So when are we supposed to lose confidence, exactly? When we notice more beggars in the street? It could be interesting to find out.

    I reckon it’s when we admit we’re just serfs, and just tug the forelock when the wealthy swan by. Who needs votes anyway?

    Key intimates that selling off New Zealand’s assets is ‘possible’ (read: probable.) His excuse is that NZ ‘mom and pop’ investors will buy them and it will be good for everyone.

    So let’s get this straight: mom and pop New Zealanders can’t afford to build houses or even buy milk, and unemployment has grown, but you’re saying it is they who will buy NZ assets?

    This confirms my summation all along that Key and co are all about class protection. It’s tribal, and their tribe has the wealth, and the greed to want more wealth at any price. There’s nothing remotely patriotic about these people. They just want more wealth. Cost irrelevant.

    Of asset sales:

    1/ It has proved disastrous wherever it’s been tried. Examples are legion, from all over the world – but what the hell, New Zealand pretty much pioneered this crap under Roger Douglas.

    When the NZ government sold Telecom, rich people bought shares and took dividend payments while it was allowed to run down. Same with Air New Zealand.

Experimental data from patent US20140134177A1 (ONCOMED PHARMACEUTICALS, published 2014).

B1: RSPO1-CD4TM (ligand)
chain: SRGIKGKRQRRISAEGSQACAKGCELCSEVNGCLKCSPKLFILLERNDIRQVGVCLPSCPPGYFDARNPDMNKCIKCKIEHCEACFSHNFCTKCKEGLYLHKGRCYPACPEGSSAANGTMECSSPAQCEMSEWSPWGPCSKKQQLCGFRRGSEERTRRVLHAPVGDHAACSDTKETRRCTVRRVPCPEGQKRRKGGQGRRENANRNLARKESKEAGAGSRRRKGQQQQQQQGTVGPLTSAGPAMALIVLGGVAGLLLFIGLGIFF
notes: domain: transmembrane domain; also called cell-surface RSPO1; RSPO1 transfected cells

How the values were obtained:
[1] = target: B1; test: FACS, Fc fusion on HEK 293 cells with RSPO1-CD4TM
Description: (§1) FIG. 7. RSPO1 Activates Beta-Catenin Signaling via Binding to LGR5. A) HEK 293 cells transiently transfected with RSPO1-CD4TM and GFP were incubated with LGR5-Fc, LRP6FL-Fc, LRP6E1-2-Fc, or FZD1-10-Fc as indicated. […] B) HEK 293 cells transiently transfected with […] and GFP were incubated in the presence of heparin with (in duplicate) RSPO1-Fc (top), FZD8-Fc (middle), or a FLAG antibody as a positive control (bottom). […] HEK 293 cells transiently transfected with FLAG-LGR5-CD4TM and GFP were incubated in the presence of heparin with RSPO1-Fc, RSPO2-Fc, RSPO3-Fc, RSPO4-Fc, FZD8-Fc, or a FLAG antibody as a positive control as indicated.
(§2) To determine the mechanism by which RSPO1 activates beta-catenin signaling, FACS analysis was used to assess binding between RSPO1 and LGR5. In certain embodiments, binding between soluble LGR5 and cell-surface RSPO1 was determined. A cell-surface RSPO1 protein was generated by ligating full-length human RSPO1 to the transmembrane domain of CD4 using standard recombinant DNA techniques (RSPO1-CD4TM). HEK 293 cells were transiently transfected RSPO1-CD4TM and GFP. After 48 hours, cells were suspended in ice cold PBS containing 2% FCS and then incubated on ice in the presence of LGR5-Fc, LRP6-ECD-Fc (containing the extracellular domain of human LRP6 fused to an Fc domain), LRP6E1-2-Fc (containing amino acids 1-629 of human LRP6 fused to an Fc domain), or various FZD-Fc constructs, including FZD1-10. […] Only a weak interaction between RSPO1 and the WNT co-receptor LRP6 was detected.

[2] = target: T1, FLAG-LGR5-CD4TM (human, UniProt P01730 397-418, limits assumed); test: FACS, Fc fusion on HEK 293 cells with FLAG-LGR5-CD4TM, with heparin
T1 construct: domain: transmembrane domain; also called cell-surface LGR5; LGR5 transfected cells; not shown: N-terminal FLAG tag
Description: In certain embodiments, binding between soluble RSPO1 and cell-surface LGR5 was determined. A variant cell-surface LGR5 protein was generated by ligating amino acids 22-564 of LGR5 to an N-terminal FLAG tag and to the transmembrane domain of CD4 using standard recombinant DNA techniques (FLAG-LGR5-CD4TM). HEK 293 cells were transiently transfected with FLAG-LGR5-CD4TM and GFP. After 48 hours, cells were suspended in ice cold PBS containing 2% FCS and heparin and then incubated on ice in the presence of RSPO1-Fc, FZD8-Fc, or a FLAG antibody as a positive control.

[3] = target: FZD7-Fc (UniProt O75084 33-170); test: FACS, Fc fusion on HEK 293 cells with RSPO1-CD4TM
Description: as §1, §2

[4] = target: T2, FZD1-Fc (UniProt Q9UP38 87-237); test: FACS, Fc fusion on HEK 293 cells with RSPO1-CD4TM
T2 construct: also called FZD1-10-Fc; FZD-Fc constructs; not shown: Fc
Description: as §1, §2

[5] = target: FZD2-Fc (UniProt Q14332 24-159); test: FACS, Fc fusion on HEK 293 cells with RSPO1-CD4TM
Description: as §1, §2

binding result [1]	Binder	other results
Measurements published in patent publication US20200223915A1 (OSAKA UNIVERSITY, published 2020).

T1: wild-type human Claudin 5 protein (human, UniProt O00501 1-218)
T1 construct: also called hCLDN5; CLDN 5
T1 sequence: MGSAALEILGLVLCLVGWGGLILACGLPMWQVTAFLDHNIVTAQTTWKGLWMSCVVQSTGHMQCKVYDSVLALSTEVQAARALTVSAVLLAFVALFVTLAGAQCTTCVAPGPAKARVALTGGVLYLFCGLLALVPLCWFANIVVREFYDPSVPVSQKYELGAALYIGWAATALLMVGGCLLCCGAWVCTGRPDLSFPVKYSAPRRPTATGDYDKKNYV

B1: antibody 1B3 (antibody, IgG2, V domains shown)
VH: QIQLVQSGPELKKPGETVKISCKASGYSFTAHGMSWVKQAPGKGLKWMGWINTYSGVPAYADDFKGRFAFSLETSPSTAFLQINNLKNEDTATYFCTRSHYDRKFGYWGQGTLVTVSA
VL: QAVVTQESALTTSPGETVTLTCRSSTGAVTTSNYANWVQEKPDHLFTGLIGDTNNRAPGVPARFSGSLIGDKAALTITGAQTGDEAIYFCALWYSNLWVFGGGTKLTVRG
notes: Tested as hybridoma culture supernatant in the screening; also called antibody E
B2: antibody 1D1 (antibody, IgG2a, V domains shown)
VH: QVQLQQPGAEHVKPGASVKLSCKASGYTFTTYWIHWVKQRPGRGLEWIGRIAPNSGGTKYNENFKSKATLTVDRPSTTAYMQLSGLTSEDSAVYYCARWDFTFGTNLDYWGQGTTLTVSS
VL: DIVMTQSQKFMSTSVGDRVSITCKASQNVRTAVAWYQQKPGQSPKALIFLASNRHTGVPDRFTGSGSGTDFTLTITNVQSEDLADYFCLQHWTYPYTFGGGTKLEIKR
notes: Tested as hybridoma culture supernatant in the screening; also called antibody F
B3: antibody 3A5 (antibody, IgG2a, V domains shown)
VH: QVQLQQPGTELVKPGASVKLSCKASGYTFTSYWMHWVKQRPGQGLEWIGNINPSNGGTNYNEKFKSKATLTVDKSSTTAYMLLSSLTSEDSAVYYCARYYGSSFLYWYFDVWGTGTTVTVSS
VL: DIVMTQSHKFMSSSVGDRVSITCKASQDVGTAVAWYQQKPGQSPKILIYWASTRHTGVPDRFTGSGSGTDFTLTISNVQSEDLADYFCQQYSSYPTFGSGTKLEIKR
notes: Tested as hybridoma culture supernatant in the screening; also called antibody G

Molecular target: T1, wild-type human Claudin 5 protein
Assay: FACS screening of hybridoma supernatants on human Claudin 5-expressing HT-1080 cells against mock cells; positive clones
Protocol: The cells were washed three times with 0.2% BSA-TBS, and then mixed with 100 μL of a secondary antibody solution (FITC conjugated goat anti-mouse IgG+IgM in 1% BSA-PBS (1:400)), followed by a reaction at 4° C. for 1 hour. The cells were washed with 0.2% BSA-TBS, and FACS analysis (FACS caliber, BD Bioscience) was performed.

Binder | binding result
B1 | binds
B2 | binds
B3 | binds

2/ When they really become disasters, they had to be bought back to make them workable again. Governments are supposed to work for the people, remember? Governments are supposed to run things for the country.

    People like Allan Gibb and other key ACTors may have benefited twice from all this asset to and fro, but ‘mom and pop’ New Zealanders paid twice for years of national services being run down purely for the double benefit of the wealthy. And besides, who will but NZ assets? Gibb and his henchmen. Wealthy New Zealanders who patently don’t care one jot for Key’s ‘mom and pop’ New Zealanders. Plus overseas investors who really have no stake in New Zealand’s people.

    Labour claims, by the way, that the National government is borrowing 300 million a week just to cover the tax breaks it granted its rich cronies while screwing everyone else with the GST rise.